Verilog (Verify Logic) is a hardware definition programming language, this means that it is a text representation of a Digital circuit. So if you wanted to design your own hardware or program a FPGA you would use this language to develop all the logic before the final board is printed.
There are a number of reasons why Verilog is interesting to us at RetroReversing, one of them is due to the leaks of the official Verilog source code by Nintendo for a variety of their consoles.
The other reason is that it opens the door to much more efficient emulation devices based on FPGAs such as a MiSTer.
At first glance Verilog source code looks very similar to a traditional programming language such as Python or C/C++. However instead of being compiled down into machine code and run on a CPU, Verilog source code gets
synthesised into the FPGA which re-configured the logic blocks of the FPGA 1.
Nintendo designed the hardware for most of their consoles using Verilog and luckily for us some of the source code for these components were released to the internet in the last few decade.
The Nintendo 64 has been notoriously hard to emulate due to the complexity of the Reality Co-processor (RCP).
In late 1999 a rouge SGI developer leaked what became known as the
Oman Archive, this was an archive of most of the source code used during the development of the N64 Hardware.
This included the full Verilog source code for both the retail console and the development hardware!
More recently in May 2020, the official Verilog source code for a few of the Wii (Codename Revolution) chips were released to the internet.
The Wii Verilog source code contained in this leak includes:
Software based emulators are not the only way to simulate old hardware on more modern devices. A more efficient way to emulate early computers and consoles is to emulate them on a hardware level, this can be done using something called an FPGA chip.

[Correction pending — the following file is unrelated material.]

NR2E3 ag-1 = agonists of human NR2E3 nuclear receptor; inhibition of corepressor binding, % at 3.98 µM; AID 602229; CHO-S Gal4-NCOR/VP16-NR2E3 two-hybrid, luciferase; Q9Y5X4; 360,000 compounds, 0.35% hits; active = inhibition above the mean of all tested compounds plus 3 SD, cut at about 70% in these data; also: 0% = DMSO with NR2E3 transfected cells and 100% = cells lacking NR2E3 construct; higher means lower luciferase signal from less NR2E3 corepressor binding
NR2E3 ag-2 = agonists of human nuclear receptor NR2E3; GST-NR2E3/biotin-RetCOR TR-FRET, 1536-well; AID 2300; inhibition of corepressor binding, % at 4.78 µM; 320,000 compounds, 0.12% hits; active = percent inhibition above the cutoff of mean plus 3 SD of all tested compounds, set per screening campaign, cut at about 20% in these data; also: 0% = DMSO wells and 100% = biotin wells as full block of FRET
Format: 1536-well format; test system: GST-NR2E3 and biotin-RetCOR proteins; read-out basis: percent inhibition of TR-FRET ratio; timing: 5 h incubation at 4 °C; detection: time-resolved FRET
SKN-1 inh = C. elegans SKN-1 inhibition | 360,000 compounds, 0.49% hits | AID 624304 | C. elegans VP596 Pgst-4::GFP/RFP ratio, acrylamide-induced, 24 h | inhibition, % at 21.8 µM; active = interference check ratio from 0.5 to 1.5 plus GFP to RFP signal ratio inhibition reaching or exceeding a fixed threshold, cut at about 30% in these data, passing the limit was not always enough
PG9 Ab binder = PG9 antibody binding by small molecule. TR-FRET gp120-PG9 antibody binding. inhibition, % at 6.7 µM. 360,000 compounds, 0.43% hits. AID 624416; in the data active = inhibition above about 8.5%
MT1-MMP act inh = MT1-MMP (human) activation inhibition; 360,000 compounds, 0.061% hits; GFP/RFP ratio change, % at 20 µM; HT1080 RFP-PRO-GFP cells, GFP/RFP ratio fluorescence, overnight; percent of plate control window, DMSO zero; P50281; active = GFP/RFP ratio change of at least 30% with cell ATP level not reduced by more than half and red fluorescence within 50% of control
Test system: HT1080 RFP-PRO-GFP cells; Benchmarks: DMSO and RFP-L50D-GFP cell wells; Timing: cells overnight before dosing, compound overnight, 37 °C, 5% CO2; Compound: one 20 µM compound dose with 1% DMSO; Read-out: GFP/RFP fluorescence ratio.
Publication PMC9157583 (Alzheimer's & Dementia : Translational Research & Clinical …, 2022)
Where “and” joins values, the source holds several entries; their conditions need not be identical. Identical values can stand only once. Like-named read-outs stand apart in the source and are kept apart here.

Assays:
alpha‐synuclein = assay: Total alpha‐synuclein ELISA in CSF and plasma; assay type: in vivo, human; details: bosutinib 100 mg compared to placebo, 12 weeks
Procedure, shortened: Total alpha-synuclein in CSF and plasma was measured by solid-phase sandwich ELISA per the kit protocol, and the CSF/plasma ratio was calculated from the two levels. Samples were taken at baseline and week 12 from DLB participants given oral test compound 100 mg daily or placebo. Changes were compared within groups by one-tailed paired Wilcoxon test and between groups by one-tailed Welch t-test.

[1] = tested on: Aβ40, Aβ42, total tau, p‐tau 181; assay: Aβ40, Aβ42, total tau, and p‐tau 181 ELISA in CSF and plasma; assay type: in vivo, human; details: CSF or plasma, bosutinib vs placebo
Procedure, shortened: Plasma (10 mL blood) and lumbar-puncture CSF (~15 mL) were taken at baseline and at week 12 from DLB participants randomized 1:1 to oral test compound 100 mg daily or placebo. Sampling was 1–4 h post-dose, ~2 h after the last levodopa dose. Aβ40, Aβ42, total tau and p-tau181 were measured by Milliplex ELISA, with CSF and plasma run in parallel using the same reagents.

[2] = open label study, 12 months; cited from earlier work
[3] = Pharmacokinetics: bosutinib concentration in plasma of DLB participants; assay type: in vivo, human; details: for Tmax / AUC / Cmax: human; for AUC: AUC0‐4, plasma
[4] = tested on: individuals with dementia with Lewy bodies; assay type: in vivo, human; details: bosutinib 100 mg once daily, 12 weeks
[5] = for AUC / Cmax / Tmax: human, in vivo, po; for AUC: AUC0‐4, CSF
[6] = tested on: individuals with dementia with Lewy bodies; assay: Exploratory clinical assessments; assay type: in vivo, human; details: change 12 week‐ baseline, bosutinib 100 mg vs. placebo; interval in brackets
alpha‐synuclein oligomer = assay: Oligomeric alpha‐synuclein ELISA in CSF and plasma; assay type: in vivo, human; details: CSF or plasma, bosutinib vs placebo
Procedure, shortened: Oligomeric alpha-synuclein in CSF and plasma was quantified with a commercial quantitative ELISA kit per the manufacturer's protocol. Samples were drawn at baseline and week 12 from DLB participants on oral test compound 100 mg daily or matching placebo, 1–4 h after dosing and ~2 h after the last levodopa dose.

Field Programmable Gate Array (FPGA) is a chip with logic blocks that can be re-configured after the chip is manufactured 1.
This allows the chip to be reconfigured to somewhat match the original circuits of the system you want to emulate. This is much more efficient and can technically be more accurate if the code used to generate the FPGA configuration (in this case Verilog) is correct.
Andy West (Element 14) presents and excellent tutorial that convert the basics of what an FPGA is and even goes into detail in how to write a Pong clone in Verilog! This is a must watch video for anyone interested in FPGAs.
It uses a
DE0-Nano development board with
Altera's Quartus II design software and of course the Verilog Hardware description language 1. It even has support for a NES controller to play the game!
Wenting Zhang has implemented a working GameBoy on an FPGA in Verilog for a school project 2.
He details his amazing achievement in the talk below.
The MiSTer is an open source hardware project designed to emulate classic compares, consoles and arcade machines at the hardware level on an FPGA.
You can find out more information in this excellent overview by
SmokeMonster on YouTube.
If you are interested in coding in Verilog for the MiSTer then you might want to check out some of the existing projects in the link below.